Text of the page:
NMU steps up effort to create plans for sustainability

NMU steps up effort to create plans for sustainability

Noah Hausmann

Leaders of the NMU Sustainability Advisory Council spoke at a Campus Sustainability Summit in Jamrich on Friday to present the council’s findings on Northern’s environmental impact and to gather input from the public on strategies for increasing sustainable practices.

Sarah Mittlefehldt, council co-chair and assistant professor of earth, environmental and geographical sciences and council member Jes Thompson, assistant professor of communication and performance studies, led the summit. The council includes over 20 members from many university departments.

“A lot of the key movers and shakers are here—people who are educated and have experience,” Mittlefehldt said on Friday. “This event is just a first step among many.”

The council shared highlights from its Sustainability Tracking, Assessment and Rating System (S.T.A.R.S) inventory. The study, conducted over the last year, evaluated NMU’s environmental impact using the previous three years’ data compiled from across departments.

The inventory has earned NMU a bronze certification from the Association for Advancement of Sustainability in Higher Education. S.T.A.R.S is a self-reporting framework for colleges to gauge their performance. Institutions are rated bronze to platinum in their level of sustainability.

“We want to walk the walk. Let’s put action behind the rhetoric,” Thompson told the audience, mentioning her sustainability efforts at Colorado State University. “I was at a school that started bronze, and when I left we were platinum. We did it because we were strategic.”

The inventory created a baseline for Northern to measure its current state and to plan for future progress. Sustainability was defined as meeting the needs of the present without compromising the ability to meet the needs of future generations.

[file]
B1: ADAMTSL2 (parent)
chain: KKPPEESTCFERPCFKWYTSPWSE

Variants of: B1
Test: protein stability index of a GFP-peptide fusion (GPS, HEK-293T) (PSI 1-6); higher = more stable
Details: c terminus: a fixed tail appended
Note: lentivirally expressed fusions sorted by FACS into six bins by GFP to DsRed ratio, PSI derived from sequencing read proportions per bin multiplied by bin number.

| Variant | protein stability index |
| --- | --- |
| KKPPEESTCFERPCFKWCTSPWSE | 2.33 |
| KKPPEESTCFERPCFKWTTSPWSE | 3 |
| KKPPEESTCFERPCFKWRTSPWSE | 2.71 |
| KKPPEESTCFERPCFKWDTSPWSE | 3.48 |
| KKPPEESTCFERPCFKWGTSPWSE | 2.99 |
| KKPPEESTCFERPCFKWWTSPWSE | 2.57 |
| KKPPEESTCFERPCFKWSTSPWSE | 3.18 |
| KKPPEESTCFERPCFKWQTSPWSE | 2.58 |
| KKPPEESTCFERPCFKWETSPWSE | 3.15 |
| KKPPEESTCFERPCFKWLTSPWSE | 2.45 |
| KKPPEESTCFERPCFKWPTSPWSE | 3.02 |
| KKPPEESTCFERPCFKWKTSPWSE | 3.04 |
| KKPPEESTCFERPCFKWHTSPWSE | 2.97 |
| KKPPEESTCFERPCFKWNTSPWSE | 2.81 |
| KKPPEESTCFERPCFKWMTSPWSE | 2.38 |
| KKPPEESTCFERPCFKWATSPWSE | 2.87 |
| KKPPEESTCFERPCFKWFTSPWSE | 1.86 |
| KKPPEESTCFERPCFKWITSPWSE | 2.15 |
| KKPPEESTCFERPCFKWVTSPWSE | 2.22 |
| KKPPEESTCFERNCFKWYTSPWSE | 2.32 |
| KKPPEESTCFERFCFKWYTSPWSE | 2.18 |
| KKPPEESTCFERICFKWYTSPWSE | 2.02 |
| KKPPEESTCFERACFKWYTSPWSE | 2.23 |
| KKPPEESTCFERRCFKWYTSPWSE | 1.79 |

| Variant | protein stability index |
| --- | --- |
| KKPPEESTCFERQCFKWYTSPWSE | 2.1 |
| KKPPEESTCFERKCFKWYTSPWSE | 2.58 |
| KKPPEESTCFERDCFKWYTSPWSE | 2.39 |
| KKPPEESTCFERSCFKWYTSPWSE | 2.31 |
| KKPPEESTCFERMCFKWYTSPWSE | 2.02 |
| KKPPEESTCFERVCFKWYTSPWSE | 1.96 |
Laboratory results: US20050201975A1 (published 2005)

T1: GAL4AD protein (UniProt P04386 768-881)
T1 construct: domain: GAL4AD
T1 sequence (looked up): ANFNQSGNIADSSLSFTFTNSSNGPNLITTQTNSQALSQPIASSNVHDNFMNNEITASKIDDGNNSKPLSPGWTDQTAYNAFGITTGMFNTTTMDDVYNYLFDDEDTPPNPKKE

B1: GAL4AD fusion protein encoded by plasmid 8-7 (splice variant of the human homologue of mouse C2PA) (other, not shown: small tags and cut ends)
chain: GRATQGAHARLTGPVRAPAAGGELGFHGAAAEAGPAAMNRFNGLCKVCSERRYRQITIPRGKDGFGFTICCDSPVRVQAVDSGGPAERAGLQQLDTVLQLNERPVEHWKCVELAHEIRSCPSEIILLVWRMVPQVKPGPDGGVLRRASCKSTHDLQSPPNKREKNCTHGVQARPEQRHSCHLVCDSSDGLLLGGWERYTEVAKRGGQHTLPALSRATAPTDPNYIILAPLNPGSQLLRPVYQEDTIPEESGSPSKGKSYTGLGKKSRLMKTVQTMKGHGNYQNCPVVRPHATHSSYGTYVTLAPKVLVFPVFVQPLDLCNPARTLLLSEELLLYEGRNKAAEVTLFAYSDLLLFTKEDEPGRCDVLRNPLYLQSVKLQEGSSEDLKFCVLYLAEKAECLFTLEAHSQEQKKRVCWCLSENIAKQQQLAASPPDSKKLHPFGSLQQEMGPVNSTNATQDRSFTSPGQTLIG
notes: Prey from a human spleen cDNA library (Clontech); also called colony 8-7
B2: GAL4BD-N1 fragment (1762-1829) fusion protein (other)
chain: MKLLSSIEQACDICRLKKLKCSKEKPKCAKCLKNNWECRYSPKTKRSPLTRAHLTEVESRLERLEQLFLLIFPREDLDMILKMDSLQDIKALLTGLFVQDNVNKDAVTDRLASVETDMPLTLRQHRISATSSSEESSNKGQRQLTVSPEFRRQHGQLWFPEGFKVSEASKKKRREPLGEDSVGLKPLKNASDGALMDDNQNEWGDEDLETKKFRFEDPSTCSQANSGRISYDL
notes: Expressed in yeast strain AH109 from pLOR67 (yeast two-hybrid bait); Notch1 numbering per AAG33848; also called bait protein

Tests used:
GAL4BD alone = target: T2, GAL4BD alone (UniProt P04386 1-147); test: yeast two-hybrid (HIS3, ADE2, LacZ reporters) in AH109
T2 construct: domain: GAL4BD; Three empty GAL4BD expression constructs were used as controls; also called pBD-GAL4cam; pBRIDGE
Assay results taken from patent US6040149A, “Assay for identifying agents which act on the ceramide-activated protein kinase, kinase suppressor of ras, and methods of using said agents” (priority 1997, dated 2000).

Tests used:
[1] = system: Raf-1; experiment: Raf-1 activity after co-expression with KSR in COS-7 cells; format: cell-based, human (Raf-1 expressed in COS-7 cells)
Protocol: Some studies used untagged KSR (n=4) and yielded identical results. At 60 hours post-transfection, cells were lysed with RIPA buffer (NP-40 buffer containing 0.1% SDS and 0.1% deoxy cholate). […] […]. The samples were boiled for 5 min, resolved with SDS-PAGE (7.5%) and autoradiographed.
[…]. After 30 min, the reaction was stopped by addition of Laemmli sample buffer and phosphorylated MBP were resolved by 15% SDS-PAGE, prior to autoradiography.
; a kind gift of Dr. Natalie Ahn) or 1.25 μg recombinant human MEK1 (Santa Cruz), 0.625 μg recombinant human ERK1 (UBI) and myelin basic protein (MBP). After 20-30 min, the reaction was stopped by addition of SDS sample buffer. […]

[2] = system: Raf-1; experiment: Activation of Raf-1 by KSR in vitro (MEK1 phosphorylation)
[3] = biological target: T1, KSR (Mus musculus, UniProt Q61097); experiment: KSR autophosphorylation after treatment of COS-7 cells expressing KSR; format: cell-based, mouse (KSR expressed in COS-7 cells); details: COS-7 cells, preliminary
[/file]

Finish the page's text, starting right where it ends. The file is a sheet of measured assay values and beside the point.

Along with question-and-answer sessions, 50 short-term and long-term ideas to increase sustainability in several categories were presented. Attendees, about 25 university and community members, were asked to help prioritize these strategies. The goal of the council is to have data-driven recommendations and measurable objectives to present to President Fritz Erickson and the NMU Board of Trustees in April.

“There are clear areas that many [attendees] are passionate about, which is exciting,” Thompson added. “That’s what we wanted, so we can go to [Erickson] and say, ‘These are what are important to us.’” Strategies for sustainability that were clearly popular included: create a sustainability office and staff, including a coordinator; provide academic credit and payment for student “EcoReps” to conduct outreach; institute a compost system; reduce food waste and launch a food recovery network to donate to people in need; buy food from more local farms; and incorporate sustainability learning goals into general university education.

Many of the students in attendance were leaders of campus groups promoting environmental awareness and advocacy, and all attendees showed passion for the cause.

“I’m concerned about sustainability on campus,” said senior ecology major Clare Fastiggi. “I hope these ideas don’t just remain ideas. I hope they’re implemented into actions and that the motivations behind them continue on and are shared by the campus body.”